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list/tuple/dict question

P: n/a
hi guys/gals...

got a basic question that i can't get my hands around.

i'm trying to programatically create/use a list/tuple (or whatever the right
phrase in pyton is!!)

basically, something like:
foo = []
foo.append('cat')
foo.append('dog')

foo[1] = [] (and in this case, i really want to have a list called 'cat' to
be created!!)

when i've tried this, i don't get a list called 'cat', instead (as i
expected) the foo[1] is now a [] (list))

so foo is now
['cat', [] ]

ultimatelly , i want to be able to dynamically create a number of lists that
i name/create/manipulate on the fly, within the test app.

ie, be able to then create a list/array cat = ['a','b','c',....]

a dict doesn't seem to work, as it is essentially a series of key/values,
which isn't exactly what i want...

thoughts/comments/code samples would be reatly appreciated.

looking at various sites/samples cia google hasn't helped...

thanks
Aug 17 '08 #1
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3 Replies


P: n/a
bruce a écrit :
hi guys/gals...

got a basic question that i can't get my hands around.

i'm trying to programatically create/use a list/tuple (or whatever the right
phrase in pyton is!!)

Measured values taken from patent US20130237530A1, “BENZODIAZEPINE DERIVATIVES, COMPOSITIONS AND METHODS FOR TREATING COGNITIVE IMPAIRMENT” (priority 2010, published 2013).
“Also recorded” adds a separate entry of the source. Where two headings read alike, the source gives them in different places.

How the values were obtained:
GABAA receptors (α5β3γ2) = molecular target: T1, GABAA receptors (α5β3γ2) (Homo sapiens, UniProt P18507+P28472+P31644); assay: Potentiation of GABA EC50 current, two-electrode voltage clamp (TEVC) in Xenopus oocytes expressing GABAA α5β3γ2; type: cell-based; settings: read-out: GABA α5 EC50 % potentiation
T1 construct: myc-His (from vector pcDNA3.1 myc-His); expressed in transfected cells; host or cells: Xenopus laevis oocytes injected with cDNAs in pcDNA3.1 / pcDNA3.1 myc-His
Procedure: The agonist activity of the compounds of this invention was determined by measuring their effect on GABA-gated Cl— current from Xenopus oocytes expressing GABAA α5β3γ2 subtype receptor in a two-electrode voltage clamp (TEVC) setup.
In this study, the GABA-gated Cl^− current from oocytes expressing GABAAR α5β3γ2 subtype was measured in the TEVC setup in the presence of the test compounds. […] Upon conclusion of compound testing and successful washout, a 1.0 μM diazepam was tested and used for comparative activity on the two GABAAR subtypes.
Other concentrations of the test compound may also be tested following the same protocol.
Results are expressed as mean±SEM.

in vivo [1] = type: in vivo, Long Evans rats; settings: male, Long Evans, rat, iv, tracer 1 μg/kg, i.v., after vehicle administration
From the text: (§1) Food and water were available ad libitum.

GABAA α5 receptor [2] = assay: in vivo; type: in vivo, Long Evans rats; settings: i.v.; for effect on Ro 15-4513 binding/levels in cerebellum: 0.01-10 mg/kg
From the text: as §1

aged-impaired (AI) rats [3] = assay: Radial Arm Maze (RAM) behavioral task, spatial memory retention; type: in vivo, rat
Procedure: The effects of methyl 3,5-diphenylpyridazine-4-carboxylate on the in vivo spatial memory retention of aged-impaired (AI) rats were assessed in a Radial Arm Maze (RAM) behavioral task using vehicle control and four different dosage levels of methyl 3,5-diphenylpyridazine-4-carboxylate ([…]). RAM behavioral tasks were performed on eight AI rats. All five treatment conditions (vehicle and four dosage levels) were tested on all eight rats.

basically, something like:
foo = []
foo.append('cat')
foo.append('dog')

foo[1] = [] (and in this case, i really want to have a list called 'cat' to
be created!!)
This doesn't "create a list called 'cat', it replaces the second element
(remember, sequences are zero-based) of list 'foo' with an empty list.
when i've tried this, i don't get a list called 'cat', instead (as i
expected) the foo[1] is now a [] (list))

so foo is now
['cat', [] ]
Indeed.
ultimatelly , i want to be able to dynamically create a number of lists that
i name/create/manipulate on the fly, within the test app.

ie, be able to then create a list/array cat = ['a','b','c',....]

a dict doesn't seem to work, as it is essentially a series of key/values,
which isn't exactly what i want...
Why do you think it's not what you want ?

lists = dict()
lists['cat'] = []
lists['cat'].extend(['a', 'b', 'c', 'd'])
thoughts/comments/code samples would be reatly appreciated.
Please provide more informations about your use case.
Aug 18 '08 #2

P: n/a
Hi Bruce,

I think I get what you're asking for -- you want to actually end up
with a local variable 'cat' which points to an empty list, so that you
can then do

cat.append('foot')

or whatever.

The problem with the last line of this code (based on your attempt):

foo=[]
foo.append('cat')
foo[0] = []

is that Python doesn't evaluate the left hand side of an assignment to
figure out what variable name you want. foo[0] doesn't get replaced
with 'cat' as the variable name. Instead, Python sees this line of
code as a request to store an empty list as the 0th item in the foo
array.

In C or C++, what you want to do is impossible. However, in Python,
there's a way to specify the name of a local variable at runtime:

locals()['cat'] = []

locals() is a function call that returns a dictionary mapping all
local variable names to their values. Just like "foo[0] = []" above